At about this point, students should be challenged to the extent that they begin to breathe out the entire tank, either in single or multiple exercises. Instruction should include how to react properly to the low air warning and emergency measures to be taken in the event that they run out of air entirely.

For the next level of proficiency training, many jurisdictions have constructed a breathing apparatus maze in a building or transportable trailer. This type of facility requires the student to follow a predetermined course in total darkness. The maze has no illumination and is frequently painted flat black. Instructor access must be provided to all parts of the maze through doors and/or sliding panels. Instructors follow student progress and can assist with verbal instructions, questions or physical assistance if a student becomes stuck or hopelessly confused or physically unable to continue. Standard obstacles include doors, windows (glazed with plastic or metal panes), diminishing clearance tunnels, ramps, ladders, stairs, simulated rafters and crawling spaces with trap doors leading up, down or to either side. The student leams, again, to “see” with the hands and to exercise care in moving forward in a dark and strange environment.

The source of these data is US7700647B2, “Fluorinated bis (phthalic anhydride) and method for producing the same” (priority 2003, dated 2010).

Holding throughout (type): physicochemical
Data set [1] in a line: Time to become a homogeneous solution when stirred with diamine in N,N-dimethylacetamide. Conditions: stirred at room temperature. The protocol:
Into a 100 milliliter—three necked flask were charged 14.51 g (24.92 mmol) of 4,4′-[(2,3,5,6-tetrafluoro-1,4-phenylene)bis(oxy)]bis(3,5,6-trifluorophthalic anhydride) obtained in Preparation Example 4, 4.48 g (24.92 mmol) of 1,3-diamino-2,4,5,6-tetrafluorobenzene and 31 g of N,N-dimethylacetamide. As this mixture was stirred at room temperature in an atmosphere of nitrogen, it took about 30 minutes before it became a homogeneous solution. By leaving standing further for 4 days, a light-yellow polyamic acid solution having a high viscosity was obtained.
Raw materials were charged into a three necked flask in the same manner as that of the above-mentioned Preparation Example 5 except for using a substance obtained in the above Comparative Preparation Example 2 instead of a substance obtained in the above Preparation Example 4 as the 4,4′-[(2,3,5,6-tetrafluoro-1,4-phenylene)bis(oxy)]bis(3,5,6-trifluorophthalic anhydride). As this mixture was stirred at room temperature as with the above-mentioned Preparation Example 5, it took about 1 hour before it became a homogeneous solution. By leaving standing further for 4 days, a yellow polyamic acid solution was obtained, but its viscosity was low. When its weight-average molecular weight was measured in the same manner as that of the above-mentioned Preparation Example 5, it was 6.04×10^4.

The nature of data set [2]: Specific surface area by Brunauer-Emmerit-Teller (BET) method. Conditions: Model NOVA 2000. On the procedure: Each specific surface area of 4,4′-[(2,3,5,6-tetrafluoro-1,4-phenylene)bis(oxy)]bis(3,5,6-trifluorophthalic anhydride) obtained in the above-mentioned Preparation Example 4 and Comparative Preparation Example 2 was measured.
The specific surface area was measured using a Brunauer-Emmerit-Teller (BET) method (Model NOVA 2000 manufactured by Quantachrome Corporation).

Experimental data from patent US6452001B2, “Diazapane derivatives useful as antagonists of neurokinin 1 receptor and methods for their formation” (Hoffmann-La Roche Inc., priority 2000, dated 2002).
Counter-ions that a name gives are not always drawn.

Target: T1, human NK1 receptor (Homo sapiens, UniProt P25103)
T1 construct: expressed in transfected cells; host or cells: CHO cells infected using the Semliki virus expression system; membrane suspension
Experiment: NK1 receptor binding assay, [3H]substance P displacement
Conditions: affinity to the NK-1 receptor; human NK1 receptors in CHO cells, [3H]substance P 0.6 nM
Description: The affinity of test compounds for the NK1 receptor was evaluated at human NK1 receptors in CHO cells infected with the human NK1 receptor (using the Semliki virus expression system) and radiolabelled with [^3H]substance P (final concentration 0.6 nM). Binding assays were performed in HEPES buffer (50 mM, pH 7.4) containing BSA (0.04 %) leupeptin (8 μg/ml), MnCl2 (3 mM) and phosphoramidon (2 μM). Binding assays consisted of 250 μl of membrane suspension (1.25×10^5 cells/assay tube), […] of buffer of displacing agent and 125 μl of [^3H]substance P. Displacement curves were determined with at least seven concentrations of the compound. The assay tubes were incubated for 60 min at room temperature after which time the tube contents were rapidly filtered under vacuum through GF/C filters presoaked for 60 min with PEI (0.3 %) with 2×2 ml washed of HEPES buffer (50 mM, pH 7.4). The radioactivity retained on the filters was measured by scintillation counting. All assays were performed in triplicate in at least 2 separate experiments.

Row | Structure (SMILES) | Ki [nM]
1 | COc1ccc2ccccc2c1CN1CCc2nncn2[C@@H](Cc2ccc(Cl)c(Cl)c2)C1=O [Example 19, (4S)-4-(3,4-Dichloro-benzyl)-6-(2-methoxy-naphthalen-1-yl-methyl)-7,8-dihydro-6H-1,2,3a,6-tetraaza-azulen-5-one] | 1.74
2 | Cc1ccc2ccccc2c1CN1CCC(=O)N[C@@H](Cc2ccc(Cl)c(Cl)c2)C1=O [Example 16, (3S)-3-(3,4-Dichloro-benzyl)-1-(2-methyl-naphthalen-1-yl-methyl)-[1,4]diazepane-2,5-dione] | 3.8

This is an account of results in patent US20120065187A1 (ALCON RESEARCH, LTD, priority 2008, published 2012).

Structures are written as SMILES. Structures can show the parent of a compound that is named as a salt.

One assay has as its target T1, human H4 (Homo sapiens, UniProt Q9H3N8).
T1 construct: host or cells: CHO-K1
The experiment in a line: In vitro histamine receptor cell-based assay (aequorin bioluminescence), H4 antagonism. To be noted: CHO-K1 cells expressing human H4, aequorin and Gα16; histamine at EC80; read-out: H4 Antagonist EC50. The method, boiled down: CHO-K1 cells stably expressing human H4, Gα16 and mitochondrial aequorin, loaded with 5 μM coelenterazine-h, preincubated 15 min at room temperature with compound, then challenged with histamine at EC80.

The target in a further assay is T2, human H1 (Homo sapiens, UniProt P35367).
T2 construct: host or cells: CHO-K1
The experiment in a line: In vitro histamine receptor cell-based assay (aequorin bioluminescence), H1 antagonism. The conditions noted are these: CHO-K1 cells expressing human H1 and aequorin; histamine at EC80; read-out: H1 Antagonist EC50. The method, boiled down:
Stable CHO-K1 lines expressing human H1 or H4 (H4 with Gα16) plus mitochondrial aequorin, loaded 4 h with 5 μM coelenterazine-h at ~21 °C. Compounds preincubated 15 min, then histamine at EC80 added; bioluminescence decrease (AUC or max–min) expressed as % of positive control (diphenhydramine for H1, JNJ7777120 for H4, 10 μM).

Trainees can begin to work in smoke buildings or trailers or in any available safe structure that can be filled with smoke. Smoke is usually generated by burning wet straw or wet excelsior in an open steel barrel. This requires an attendant working inside the building, in breathing apparatus, to control and feed the smoke-producing fire. A better method is to construct a simple steel barrel stove (a 30-gallon drum works well) and pipe the smoke into the structure from the outside. This simplifies stoking and, since the fire is removed from the building, it is safer. Maryland uses excelsior exclusively for smoke generation to avoid the possibility of pesticide contamination which could make straw smoke hazardous.

Smoke exercises can include search and rescue, hose line advancement, standpipe operations, utility control (using discarded panel boxes and/or gas meters) or any other fireground task.

The concept of special, in-depth “smoke divers” training was pioneered in Florida and is now regularly offered in a number of states. This type of training is excellent but beyond the scope of this column.

Breathing apparatus training is an area in which our proficiency and safety can be vastly improved with a relatively small expenditure in dollars. Ingenuity, imagination and hard work are the primary required resources. Bob Byrus, former director of the Maryland Fire Service Extension used to admonish his instructors, “Don’t let the ghost of an untrained fire fighter come back to haunt you.” Good advice then. Good advice now.